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A University of Utah expert on watersheds is proposing that the Great Salt Lake should be subject to a special regional commission.

Bob Adler, an associate professor in environmental law, worries about the ability of the lake and its surrounding marshes to thrive as one of the richest ecosystems in the West. Specifically, he is concerned about the expansion of cities toward the lake."The biggest impact for the future is human population growth," he said. "People ignore that everything they are doing around the lake and in its entire watershed will affect the health of the ecosystem."

His suggestion: set up "something like a Great Salt Lake Watershed Commission." The group would be patterned after organizations like the three-state Chesapeake Bay Commission, which is working to restore the bay, at one time among the world's most productive estuaries.

The lake has been subject to various governmental groups, such as the Great Salt Lake Technical Team, which was set up under the state government's auspices.

Stan Elmer, a retired Bountiful man who formerly headed the technical team when he was the state's sovereign lands coordinator, said the team was mostly concerned with impacts on state-owned land at the lake. Adler's proposal would involve "a lot bigger picture" than the tech team's objectives, said Elmer.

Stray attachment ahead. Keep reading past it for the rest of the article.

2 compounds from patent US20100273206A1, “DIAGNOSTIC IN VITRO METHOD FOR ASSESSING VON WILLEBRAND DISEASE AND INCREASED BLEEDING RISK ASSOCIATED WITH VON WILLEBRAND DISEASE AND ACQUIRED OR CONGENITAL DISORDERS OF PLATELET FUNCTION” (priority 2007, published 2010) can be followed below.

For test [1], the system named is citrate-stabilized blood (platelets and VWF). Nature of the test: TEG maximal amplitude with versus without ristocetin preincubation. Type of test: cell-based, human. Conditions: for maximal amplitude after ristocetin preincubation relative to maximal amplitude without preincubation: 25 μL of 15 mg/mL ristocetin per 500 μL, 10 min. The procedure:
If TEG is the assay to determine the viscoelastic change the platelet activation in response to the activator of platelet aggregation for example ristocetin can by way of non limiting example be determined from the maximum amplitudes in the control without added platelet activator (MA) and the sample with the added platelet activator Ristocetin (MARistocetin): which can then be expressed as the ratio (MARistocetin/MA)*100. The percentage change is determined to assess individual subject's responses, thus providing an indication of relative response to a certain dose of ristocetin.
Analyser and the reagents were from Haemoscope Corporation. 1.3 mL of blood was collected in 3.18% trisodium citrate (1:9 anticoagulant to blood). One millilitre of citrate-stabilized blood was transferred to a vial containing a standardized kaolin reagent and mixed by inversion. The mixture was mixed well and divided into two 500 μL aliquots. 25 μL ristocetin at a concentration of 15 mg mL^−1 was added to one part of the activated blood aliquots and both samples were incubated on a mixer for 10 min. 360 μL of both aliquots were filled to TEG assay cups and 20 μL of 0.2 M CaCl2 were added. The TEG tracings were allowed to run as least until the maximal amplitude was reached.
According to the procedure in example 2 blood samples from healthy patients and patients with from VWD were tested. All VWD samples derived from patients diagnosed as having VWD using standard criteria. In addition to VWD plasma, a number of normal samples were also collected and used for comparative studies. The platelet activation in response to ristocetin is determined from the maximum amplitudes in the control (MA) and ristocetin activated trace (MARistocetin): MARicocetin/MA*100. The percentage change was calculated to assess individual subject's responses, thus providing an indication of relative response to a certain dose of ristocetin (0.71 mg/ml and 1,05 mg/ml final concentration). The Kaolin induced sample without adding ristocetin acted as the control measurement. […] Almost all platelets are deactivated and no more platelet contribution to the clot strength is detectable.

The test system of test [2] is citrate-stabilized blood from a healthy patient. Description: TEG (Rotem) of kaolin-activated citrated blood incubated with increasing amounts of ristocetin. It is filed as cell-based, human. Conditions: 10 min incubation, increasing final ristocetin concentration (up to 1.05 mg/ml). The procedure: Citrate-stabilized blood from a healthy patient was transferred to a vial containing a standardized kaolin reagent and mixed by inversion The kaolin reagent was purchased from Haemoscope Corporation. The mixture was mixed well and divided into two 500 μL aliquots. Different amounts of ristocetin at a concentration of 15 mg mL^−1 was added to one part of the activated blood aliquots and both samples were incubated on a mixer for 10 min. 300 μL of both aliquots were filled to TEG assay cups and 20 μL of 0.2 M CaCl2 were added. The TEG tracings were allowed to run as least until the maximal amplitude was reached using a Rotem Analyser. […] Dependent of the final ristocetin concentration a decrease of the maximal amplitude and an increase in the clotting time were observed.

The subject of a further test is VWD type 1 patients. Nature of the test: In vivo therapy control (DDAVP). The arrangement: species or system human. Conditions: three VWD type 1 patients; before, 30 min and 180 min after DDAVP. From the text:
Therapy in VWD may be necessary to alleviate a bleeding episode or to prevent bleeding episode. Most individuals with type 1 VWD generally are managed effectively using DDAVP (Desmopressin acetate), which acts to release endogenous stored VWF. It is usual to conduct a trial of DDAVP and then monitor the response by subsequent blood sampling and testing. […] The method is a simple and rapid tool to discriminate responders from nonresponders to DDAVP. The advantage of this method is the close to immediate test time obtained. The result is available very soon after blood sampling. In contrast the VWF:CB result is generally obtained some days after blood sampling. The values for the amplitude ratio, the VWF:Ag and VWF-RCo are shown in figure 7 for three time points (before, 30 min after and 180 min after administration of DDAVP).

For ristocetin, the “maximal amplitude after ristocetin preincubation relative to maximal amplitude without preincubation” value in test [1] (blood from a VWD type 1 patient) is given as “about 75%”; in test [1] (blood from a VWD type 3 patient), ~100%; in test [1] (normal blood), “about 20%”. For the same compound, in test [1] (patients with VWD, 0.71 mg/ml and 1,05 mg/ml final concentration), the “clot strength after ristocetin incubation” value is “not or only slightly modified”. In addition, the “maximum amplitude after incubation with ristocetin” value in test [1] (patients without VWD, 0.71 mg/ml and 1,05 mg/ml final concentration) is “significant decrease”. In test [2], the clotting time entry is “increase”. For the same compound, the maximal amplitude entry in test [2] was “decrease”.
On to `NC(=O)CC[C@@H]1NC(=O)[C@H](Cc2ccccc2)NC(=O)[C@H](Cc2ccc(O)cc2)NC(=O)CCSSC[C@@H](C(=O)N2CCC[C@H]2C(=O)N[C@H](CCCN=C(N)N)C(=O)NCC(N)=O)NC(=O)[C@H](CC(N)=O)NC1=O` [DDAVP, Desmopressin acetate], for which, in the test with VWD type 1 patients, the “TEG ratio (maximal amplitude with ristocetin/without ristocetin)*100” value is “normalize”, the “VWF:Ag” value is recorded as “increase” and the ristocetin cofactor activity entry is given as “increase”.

So what's the Great Salt Lake ecosystem good for, anyway?

From a commercial standpoint, brine shrimp from the lake are used as food for tropical fish and in fish farms. Adler called this a major industry, with $50 million to $75 million worth of the tiny shrimp harvested every year, in gross sales.

The lake's value goes far beyond commerce, however.

Birds are among the most important elements in the lake's ecosystem, with more than 250 species using the lake, 117 of them for nesting. Adler cited these facts:

- The lake is the largest breeding ground for California sea gulls in the world, with more than 160,000 gathering annually.

- Its marshes host one of the ten largest winter populations of bald eagles in the lower 48 states.

- More than 10,000 white pelicans nest on the lake's Gunnison Island, making it one of the two most important gathering places for these birds in the world.

- There are more ducks living around the lake than there are people in Utah.

- Three-quarters of all tundra swans using the western flyway to migrate stop at the lake.

- It's one of 10 critical sites in the northern hemisphere for shore birds like sand pipers and avocets. From 2 million to 5 million of them gather at the lake annually.

- The lake is the largest gathering place in the world for snowy plovers, an endangered species.

In light of those factors, Adler contends that the lake is among the most beautiful and productive ecosystems in the world, and that it should be protected. A commission would allow consideration of all kinds of factors that could impact it, both at the lake and upstream.

Cities are growing toward the lake because the mountains to the east make a natural barrier. The result may be that wetlands may be filled in and other developments take place next to the lake, he said.

"As we build the city westward toward the lake and fill in more and more wetlands, the more we hurt the lake itself . . .. We need to take a watershed approach."